It can be concluded, then, that both hypotheses would not be a faithful reflection of the events associated with human evolution, since both hypotheses assume that all individuals of the species would have been subjected to the same circumstances throughout their evolutionary history. This assumption does not consider the selection effect of the different and specific geographical conditions for which Modern humans transited from the time they left Africa some 70,000 years ago.
In those 70 millennia, modern humans spread across the globe: they populated Asia, Oceania, Europe, and America, where they inhabited a wide range of environments and climates. Large-scale studies have revealed a considerable number of genetic changes or variants that occurred as a result of natural selection that underwent the varied contemporary human populations in the last 10,000 to 15,000 years. These antecedents would suggest that exposure of diverse populations to differential environmental factors could be linked to genetic variants that confer different degrees of susceptibility to obesity. Some examples are changes that confer resistance to malaria in populations that live in defined geographic areas, or that favor lactose digestion, or that modify skin pigmentation, and even influence susceptibility to HIV infection.
Scientists recently postulated that the ability to regulate body temperature in extreme hot or cold climates confers a powerful survival advantage. In this sense, the genes responsible for thermoregulation would be of greater importance than thrifty genes, since they would allow an individual to survive to reach reproductive age. One of the main driving forces behind the global spread of mammals, 65 million years ago, is believed to be the ability to produce heat through specific proteins present in brown adipose tissue. This ability is thought to have contributed to placental mammals inhabiting every corner of the globe.
At the time of birth, human babies possess abundant amounts of brown fat, which represents 1.4% of their total body weight and plays a critical role in the thermal regulation of infants and young children. Brown adipose tissue is capable of generating heat thanks to a process known as thermogenesis. The energy produced by the mitochondria is released in the form of heat instead of being used to generate ATP, a process by which the body consumes stored triglycerides, breaking them down into their constituents, glycerol and free fatty acids. Therefore, an increase in the expression of genes linked to the metabolism of brown adipose tissue would confer an adaptive advantage in cold climates.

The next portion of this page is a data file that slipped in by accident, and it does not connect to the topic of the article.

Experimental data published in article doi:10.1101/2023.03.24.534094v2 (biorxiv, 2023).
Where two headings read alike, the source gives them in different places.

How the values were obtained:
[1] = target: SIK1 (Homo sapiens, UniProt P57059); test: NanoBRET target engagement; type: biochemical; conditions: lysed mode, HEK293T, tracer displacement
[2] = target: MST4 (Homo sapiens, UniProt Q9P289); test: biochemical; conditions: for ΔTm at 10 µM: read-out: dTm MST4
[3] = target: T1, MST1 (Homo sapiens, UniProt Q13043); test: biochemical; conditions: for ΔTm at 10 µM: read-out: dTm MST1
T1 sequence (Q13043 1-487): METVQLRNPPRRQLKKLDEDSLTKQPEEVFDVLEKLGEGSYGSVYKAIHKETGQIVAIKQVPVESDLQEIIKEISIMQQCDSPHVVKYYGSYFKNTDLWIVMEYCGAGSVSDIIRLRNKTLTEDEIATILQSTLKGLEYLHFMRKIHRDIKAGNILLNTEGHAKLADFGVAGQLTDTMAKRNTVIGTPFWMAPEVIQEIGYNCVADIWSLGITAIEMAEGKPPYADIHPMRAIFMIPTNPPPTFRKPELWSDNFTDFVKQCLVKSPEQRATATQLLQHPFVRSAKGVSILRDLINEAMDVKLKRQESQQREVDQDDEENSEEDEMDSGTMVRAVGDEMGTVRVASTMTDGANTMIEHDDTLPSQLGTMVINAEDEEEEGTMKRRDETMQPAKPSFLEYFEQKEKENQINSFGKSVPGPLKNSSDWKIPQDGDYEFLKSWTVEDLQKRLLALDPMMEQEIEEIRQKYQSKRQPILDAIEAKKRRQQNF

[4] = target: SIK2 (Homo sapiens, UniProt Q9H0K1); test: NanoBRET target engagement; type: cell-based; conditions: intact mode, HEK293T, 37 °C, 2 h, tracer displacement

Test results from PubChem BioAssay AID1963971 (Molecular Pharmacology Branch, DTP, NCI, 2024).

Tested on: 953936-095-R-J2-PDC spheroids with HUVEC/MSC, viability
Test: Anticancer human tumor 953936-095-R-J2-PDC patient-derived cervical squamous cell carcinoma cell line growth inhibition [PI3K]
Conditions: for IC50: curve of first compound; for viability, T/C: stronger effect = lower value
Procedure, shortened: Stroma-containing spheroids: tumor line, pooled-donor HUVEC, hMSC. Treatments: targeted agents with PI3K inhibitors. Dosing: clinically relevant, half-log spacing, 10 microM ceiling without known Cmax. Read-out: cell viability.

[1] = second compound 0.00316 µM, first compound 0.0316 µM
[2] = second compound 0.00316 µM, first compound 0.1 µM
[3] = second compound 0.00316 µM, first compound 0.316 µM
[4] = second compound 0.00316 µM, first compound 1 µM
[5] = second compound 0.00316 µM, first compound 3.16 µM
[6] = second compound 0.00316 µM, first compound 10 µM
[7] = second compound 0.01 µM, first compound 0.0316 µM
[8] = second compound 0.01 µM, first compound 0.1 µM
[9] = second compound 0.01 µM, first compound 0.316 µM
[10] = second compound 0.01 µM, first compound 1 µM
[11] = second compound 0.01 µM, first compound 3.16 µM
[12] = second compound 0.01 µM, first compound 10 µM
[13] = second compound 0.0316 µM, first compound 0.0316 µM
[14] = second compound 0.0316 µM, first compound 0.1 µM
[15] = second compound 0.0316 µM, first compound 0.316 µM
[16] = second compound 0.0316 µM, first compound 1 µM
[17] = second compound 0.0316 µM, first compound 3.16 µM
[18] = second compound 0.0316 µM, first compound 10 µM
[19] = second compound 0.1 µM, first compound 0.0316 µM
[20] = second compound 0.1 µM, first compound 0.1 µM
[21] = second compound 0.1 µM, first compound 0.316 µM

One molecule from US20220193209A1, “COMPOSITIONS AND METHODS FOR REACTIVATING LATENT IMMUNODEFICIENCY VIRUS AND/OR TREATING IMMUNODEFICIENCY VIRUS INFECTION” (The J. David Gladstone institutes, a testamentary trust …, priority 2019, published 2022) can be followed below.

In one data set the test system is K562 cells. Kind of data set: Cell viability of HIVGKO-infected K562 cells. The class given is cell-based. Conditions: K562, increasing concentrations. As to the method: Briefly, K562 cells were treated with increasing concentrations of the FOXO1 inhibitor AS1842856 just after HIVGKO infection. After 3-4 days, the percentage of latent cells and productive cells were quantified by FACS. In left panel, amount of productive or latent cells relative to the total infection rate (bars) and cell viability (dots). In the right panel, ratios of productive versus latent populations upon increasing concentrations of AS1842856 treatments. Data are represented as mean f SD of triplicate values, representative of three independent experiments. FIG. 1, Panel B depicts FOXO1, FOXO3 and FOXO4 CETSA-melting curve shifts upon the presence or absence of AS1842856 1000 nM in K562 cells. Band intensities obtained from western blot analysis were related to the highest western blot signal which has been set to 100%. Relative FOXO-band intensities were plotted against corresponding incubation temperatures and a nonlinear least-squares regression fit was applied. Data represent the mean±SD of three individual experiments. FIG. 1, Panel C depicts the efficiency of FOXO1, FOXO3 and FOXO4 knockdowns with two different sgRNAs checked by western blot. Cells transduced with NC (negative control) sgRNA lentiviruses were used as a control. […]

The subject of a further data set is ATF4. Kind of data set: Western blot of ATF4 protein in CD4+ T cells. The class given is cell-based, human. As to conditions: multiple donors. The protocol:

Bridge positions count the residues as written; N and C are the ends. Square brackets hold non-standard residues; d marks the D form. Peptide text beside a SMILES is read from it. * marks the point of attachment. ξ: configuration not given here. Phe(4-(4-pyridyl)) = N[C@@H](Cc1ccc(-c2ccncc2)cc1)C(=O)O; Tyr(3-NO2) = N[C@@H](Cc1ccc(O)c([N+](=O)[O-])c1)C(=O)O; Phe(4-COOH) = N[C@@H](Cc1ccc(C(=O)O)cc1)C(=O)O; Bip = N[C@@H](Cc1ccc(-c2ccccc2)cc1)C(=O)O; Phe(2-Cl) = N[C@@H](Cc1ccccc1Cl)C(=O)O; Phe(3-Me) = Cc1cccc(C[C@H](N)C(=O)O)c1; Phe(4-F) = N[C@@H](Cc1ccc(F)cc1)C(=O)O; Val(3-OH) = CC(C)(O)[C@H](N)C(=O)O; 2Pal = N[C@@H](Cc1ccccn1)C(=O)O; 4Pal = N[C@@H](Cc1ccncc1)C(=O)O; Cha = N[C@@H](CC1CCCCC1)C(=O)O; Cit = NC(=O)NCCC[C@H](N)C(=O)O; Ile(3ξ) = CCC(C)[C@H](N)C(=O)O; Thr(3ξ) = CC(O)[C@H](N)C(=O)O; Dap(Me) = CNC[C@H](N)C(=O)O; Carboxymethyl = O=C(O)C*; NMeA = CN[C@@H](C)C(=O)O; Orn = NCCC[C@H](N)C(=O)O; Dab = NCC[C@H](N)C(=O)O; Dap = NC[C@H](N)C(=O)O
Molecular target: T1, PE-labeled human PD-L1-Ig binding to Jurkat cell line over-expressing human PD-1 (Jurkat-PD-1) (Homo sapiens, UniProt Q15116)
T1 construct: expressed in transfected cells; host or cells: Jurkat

The ancestors of modern humans (Homo sapiens) and Neanderthals (Homo neanderthalensis) separated from a common ancestral population between 800,000 and 400,000 years ago. Neanderthal man is an extinct species of the same genus as us, who inhabited Europe and parts of Western Asia from about 230,000 years ago to about 30,000 years ago. It was a species well adapted to the extreme cold of the fourth and last ice age. It was long assumed that the most successful migration of modern humans out of Africa dates back to around 70,000 years ago, as inferred from archaeological and genetic records. However, it is currently believed that there were waves more than 100,000 years ago, that populated Oceania and some regions of the Americas, although those that reached America would have become extinct and would not be ancestors of current populations. Modern humans quickly spread to all continents and coexisted with Neanderthals in Europe and Central Asia for thousands of years.
There is evidence that fragments of the Neanderthal genome persist in contemporary humans, showing that there were crosses between both species. Comparative studies of the nuclear genome of remains of both species indicate, in effect, that current human populations settled outside sub-Saharan Africa contain genomic regions very similar to those of the Neanderthal. In each individual, these regions represent between 1 and 4% of the total genome. It is striking that while this frequency is approximately constant in all populations today living outside of Africa, the proportion of the Neanderthal genome is tripled in populations of European descent in genes related to lipid catabolism. Arguably, then, the genetic variants that evolved in Neanderthals would have given a selective advantage to modern humans who settled in the same geographic areas.